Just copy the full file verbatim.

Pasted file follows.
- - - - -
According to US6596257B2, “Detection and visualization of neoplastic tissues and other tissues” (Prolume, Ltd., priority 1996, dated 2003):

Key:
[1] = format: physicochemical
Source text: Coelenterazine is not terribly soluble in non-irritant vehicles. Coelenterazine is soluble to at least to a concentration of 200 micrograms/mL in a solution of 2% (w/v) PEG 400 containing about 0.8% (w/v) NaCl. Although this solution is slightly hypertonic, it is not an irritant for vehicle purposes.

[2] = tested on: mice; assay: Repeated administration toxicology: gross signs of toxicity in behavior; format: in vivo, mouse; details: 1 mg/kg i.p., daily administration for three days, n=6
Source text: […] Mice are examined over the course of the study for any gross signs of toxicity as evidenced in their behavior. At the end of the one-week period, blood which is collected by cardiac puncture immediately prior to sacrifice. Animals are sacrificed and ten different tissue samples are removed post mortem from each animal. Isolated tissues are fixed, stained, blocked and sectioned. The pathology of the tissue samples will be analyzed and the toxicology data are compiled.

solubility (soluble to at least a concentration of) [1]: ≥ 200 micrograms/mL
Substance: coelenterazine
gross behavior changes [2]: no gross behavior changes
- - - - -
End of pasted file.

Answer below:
According to US6596257B2, “Detection and visualization of neoplastic tissues and other tissues” (Prolume, Ltd., priority 1996, dated 2003):

Key:
[1] = format: physicochemical
Source text: Coelenterazine is not terribly soluble in non-irritant vehicles. Coelenterazine is soluble to at least to a concentration of 200 micrograms/mL in a solution of 2% (w/v) PEG 400 containing about 0.8% (w/v) NaCl. Although this solution is slightly hypertonic, it is not an irritant for vehicle purposes.

[2] = tested on: mice; assay: Repeated administration toxicology: gross signs of toxicity in behavior; format: in vivo, mouse; details: 1 mg/kg i.p., daily administration for three days, n=6
Source text: […] Mice are examined over the course of the study for any gross signs of toxicity as evidenced in their behavior. At the end of the one-week period, blood which is collected by cardiac puncture immediately prior to sacrifice. Animals are sacrificed and ten different tissue samples are removed post mortem from each animal. Isolated tissues are fixed, stained, blocked and sectioned. The pathology of the tissue samples will be analyzed and the toxicology data are compiled.

solubility (soluble to at least a concentration of) [1]: ≥ 200 micrograms/mL
Substance: coelenterazine
gross behavior changes [2]: no gross behavior changes